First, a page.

Citizen Science and DIY Diabetes: Ethical and Regulatory Challenges of Patient-led Innovation

Law School Senior Common Room
Tuesday 11 February 2020 (13:00-14:00)
Photo of the University Crest

The first of our Centre for Health Law Science and Policy events for 2020

Dr Rachael Dickson and Professor Muireann Quigley from Birmingham Law School will be presenting their paper “Citizen Science and DIY Diabetes: Ethical and Regulatory Challenges of Patient-led Innovation”- abstract is attached.

Citizen Science and DIY Diabetes
Ethical and Regulatory Challenges of Patient-led Innovation


Healthcare technology innovation in diabetes management is a slow process, resulting in a community of ‘loopers’ emerging. Tired of waiting for commercial companies to produce effective, accessible products, loopers are constructing DIY ‘artificial pancreas’ systems (APS) to better manage their diabetes by connecting their insulin pumps to their glucose monitors using either a small computer or their smartphones.

These practices raise ethical and legal challenges for both clinicians and users. There is an almost complete lack of ethical or legal guidance for clinicians who provide care to patients using DIY artificial pancreas systems (APS). This results in significant uncertainty with regards to their ethical and legal obligations in providing appropriate care. Correspondingly, there appears to be a lack of awareness amongst loopers that there may be legal implications of altering the functioning of their insulin pumps. Looping falls outside the usually tightly regulated medical device environment, raising a number of legal and regulatory questions. For example: are those who create and use DIY systems liable for device malfunction? What impact does looping have on the legal and ethical responsibilities of clinicians and the NHS towards loopers?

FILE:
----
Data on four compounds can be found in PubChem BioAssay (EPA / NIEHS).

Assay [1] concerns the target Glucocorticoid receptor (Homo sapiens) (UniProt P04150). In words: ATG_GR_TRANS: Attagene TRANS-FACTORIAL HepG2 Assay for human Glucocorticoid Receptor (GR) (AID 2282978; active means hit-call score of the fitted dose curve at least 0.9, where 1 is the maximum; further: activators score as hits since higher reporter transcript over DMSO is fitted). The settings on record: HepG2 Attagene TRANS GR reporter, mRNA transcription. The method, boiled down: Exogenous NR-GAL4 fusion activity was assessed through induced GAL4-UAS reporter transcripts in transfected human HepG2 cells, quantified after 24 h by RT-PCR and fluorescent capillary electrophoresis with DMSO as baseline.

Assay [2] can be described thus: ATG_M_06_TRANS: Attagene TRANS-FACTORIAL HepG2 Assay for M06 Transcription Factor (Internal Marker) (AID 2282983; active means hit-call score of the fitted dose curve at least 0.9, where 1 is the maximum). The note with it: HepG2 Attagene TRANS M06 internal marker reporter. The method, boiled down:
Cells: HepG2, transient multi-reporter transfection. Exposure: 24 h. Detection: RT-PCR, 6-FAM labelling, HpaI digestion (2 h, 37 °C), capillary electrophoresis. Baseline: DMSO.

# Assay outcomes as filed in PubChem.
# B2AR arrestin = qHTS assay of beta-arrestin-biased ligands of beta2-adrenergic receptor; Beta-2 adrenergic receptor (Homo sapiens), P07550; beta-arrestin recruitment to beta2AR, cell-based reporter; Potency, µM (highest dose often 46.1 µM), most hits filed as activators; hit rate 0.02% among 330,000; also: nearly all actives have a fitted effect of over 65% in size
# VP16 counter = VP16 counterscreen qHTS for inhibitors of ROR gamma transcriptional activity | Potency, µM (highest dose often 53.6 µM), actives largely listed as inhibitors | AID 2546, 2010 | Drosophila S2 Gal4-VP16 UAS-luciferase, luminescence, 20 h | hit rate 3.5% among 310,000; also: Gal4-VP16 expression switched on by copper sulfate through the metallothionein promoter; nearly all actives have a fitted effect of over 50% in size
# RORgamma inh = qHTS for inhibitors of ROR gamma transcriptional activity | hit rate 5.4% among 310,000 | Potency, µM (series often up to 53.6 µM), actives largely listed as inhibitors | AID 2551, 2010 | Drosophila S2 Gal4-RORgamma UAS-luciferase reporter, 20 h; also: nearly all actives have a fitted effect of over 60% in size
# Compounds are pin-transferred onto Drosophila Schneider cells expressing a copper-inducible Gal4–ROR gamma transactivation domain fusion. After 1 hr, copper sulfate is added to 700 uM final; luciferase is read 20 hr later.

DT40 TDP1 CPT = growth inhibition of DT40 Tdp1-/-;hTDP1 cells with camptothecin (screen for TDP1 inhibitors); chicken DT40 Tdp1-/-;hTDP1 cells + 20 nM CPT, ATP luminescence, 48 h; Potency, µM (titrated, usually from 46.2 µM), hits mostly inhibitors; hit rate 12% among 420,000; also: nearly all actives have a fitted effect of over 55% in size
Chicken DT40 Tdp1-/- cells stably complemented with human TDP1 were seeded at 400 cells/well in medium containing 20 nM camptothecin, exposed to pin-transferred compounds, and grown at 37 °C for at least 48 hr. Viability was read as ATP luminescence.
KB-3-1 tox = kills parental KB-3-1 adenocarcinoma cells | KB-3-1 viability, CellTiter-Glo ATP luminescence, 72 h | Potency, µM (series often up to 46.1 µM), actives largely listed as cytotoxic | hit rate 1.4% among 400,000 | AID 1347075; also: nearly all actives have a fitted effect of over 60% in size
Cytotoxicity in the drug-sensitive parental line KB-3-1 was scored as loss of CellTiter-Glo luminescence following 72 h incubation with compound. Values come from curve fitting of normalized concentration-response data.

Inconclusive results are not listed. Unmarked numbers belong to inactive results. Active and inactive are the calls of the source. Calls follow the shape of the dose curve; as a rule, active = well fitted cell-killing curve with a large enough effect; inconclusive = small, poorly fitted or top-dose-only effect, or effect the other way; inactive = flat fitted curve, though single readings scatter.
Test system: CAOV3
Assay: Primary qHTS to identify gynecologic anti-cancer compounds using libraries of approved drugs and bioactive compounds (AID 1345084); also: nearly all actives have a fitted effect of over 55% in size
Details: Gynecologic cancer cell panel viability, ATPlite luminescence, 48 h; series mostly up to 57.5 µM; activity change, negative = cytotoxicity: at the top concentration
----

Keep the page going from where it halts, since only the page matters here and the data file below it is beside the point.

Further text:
We don’t aim to answer such questions in this paper, but instead problematize and analyse the DIY diabetes movement as an aspect of ‘citizen science’. Citizen science is “understood broadly as the participation of non-professionals at any phase of scientific research” (Fiske et al. 2019). The types of activities captured by citizen science include “include volunteer monitoring, community science, and participatory research . . . [as well as] technology-supported projects where crowdsourcing techniques [which] are applied to scientific data or analysis” (Wiggins & Willbanks 2015).

Up until now, most discussions regarding citizen science have often focused on areas such as genomics, where citizen scientists are involved in genetic sequencing or working towards creating biomarker-based tests for rare diseases, or data collection, where the patients are leading projects to improve understanding of particular health conditions. In a number of respects DIY APS represents a much more complex, treatment-oriented (and potentially problematic) example of citizen science. Using citizen science as a lens for enquiry, in this paper we explore some potential ethical and regulatory challenges of patient-led innovation. We argue that while DIY APS generally represents a welcome democratisation of diabetes management. However, there are a number of pressing concerns which need to be addressed regarding the growing use of an essentially unregulated medical technology.

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